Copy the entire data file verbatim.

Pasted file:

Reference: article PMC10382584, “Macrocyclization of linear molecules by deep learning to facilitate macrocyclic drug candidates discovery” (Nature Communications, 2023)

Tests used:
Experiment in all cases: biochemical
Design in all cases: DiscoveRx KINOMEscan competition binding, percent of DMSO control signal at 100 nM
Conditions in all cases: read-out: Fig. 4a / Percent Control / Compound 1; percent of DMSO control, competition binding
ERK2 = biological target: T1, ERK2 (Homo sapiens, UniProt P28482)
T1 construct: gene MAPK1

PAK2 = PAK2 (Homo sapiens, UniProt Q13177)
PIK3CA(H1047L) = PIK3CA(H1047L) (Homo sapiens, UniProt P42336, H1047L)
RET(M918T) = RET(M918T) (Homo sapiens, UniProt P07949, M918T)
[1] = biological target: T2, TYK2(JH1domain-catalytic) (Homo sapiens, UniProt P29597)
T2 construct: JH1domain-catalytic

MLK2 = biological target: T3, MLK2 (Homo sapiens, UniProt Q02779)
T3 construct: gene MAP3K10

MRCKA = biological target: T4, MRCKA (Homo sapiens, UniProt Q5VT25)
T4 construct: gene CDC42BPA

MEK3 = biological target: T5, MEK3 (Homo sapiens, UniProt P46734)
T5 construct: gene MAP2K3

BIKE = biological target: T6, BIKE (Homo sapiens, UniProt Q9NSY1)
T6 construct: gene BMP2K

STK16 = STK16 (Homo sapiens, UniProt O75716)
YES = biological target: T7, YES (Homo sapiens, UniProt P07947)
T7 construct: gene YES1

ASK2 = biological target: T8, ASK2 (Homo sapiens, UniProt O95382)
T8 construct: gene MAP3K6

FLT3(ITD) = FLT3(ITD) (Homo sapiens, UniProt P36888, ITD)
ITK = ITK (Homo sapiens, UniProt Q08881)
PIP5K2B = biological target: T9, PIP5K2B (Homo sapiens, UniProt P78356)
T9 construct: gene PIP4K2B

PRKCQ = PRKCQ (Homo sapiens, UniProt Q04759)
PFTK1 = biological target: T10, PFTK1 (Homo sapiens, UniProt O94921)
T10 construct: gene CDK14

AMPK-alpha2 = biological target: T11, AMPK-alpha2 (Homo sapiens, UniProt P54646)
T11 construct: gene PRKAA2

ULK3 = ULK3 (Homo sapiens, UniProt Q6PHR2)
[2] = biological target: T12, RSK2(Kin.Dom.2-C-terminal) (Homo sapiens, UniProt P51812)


Reference: article PMC10382584, “Macrocyclization of linear molecules by deep learning to facilitate macrocyclic drug candidates discovery” (Nature Communications, 2023)

Tests used:
Experiment in all cases: biochemical
Design in all cases: DiscoveRx KINOMEscan competition binding, percent of DMSO control signal at 100 nM
Conditions in all cases: read-out: Fig. 4a / Percent Control / Compound 1; percent of DMSO control, competition binding
ERK2 = biological target: T1, ERK2 (Homo sapiens, UniProt P28482)
T1 construct: gene MAPK1

PAK2 = PAK2 (Homo sapiens, UniProt Q13177)
PIK3CA(H1047L) = PIK3CA(H1047L) (Homo sapiens, UniProt P42336, H1047L)
RET(M918T) = RET(M918T) (Homo sapiens, UniProt P07949, M918T)
[1] = biological target: T2, TYK2(JH1domain-catalytic) (Homo sapiens, UniProt P29597)
T2 construct: JH1domain-catalytic

MLK2 = biological target: T3, MLK2 (Homo sapiens, UniProt Q02779)
T3 construct: gene MAP3K10

MRCKA = biological target: T4, MRCKA (Homo sapiens, UniProt Q5VT25)
T4 construct: gene CDC42BPA

MEK3 = biological target: T5, MEK3 (Homo sapiens, UniProt P46734)
T5 construct: gene MAP2K3

BIKE = biological target: T6, BIKE (Homo sapiens, UniProt Q9NSY1)
T6 construct: gene BMP2K

STK16 = STK16 (Homo sapiens, UniProt O75716)
YES = biological target: T7, YES (Homo sapiens, UniProt P07947)
T7 construct: gene YES1

ASK2 = biological target: T8, ASK2 (Homo sapiens, UniProt O95382)
T8 construct: gene MAP3K6

FLT3(ITD) = FLT3(ITD) (Homo sapiens, UniProt P36888, ITD)
ITK = ITK (Homo sapiens, UniProt Q08881)
PIP5K2B = biological target: T9, PIP5K2B (Homo sapiens, UniProt P78356)
T9 construct: gene PIP4K2B

PRKCQ = PRKCQ (Homo sapiens, UniProt Q04759)
PFTK1 = biological target: T10, PFTK1 (Homo sapiens, UniProt O94921)
T10 construct: gene CDK14

AMPK-alpha2 = biological target: T11, AMPK-alpha2 (Homo sapiens, UniProt P54646)
T11 construct: gene PRKAA2

ULK3 = ULK3 (Homo sapiens, UniProt Q6PHR2)
[2] = biological target: T12, RSK2(Kin.Dom.2-C-terminal) (Homo sapiens, UniProt P51812)